Researchers have noted this shortcoming and have called for greater empirical examination of partner selection in contemporary urban China (Xu et al. The present study will seek to address these calls for empirical study by using a sample of Chinese college students to examine the nature of attitudes and expectations concerning dating among young adults in contemporary China.
The analyses which follow will attempt to more accurately discern the nature of such attitudes and expectations, as well as differences which may exist between females and males.
Thus, in order to best understand and appreciate the social dynamics occurring in present day China, one should first examine some of the important long-standing traditions connected to its culture.
The traditional expectations concerning dating and marriage have a long history within Chinese culture and are based heavily upon ancestor worship and Confucian ideology.
The initiation and maintenance of intimate, romantic relationships have been linked with improved physical and emotional well-being, stronger perceptions of community attachment, and better developmental outcomes for the individuals (e.g., Amato ).
During adolescence and the early adult years, dating enhances identity formation for individuals and provides socialization experiences which are necessary to forming and maintaining intimate and interpersonal relationships in life (Chen et al. Although researchers have directed their efforts toward a better understanding of the dynamics of dating and partner selection, focusing upon the influence of such elements as the family environment (e.g., parental divorce, parental marital quality, parent-child relationships), peer relationships, and community factors (Bryant and Conger ), the majority of studies focusing upon dating and romantic relationships have utilized samples of Western youth.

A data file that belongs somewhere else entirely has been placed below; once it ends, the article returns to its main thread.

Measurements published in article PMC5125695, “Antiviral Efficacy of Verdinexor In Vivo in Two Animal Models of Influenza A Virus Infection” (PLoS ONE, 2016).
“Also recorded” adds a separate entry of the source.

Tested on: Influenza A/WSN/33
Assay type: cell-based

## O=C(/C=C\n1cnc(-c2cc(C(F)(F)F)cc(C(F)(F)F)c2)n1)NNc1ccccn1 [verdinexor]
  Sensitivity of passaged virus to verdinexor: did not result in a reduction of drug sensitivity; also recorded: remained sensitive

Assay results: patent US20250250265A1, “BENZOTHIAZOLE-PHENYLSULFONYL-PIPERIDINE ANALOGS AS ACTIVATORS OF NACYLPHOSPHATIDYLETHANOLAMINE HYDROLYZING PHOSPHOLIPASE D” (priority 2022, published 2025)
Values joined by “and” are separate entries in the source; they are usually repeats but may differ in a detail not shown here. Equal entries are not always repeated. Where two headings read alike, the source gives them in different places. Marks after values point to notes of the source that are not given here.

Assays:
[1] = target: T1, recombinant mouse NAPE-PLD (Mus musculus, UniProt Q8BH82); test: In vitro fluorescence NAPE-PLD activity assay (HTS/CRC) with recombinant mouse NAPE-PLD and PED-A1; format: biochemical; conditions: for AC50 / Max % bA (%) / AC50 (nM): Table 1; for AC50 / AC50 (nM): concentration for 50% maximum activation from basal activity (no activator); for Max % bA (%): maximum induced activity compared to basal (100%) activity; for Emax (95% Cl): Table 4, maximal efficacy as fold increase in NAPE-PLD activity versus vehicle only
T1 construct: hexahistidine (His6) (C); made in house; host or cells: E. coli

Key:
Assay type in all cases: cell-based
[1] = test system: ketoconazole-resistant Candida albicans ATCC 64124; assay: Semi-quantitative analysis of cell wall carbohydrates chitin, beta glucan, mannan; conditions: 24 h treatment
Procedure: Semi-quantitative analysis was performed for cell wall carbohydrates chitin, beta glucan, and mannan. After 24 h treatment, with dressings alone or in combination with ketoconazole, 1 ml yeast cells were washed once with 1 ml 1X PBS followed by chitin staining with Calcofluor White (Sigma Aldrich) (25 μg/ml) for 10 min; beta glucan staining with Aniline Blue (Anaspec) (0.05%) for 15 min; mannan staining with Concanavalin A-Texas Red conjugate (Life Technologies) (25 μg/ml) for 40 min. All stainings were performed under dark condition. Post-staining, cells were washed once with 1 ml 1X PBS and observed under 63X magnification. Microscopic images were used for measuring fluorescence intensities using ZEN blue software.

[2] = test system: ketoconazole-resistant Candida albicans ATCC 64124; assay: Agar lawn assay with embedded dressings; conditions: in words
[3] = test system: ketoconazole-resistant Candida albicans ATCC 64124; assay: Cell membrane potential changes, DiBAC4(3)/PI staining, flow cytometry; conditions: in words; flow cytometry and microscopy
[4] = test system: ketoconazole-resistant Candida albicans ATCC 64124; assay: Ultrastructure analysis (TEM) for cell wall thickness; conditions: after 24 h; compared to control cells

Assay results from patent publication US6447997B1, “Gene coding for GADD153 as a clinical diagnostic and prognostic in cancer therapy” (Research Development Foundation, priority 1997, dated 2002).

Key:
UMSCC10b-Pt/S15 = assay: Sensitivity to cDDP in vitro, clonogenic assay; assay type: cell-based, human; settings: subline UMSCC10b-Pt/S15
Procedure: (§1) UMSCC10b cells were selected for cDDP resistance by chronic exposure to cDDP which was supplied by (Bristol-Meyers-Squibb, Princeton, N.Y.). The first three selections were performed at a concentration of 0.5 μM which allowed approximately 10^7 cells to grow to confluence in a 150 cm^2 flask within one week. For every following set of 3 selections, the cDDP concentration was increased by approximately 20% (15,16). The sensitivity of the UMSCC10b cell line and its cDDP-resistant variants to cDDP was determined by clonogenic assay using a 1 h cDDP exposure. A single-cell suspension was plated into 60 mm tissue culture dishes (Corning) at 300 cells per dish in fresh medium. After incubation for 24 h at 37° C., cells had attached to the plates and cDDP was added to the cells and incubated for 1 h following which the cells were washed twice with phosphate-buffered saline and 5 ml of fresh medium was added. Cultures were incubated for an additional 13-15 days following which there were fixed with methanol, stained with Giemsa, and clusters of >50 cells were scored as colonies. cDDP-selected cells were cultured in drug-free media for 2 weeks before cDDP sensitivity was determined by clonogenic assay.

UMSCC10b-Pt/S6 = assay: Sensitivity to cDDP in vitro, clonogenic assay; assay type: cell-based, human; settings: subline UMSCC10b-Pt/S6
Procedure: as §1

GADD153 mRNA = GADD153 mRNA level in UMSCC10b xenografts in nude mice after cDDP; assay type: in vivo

For sons, in particular, “xiao” makes finding a spouse a priority and consequently makes dating take on a different quality.
China is typically regarded as a collectivistic culture, in which obligations to the greater society and social institutions (e.g., the family) are considered more important than individual traits and needs (Kwang ).
Beyond the basic desires which most individuals experience during this time, researchers have noted the relative significance of dating, not only for individuals but also for societies.
Even the behaviors within dating appear to be rapidly changing over time.
Behaviors such as holding hands and kissing in public, which may been somewhat taboo only a few decades ago, in China, are now becoming increasingly commonplace (Xia and Zhou ) reports that over one third of college students in China had become sexually active while enrolled in school.
From this perspective, filial piety and the continuation of family lineage are of tremendous importance (Han ).
One of the enduring cultural traits is “xiao,” which, in the most basic sense, refers to filial piety.
While dating and sexual activity among Chinese college students have been previously noted by researchers (e.g., Xu ), comparatively less is known about the attitudes and expectations of youth concerning these behaviors.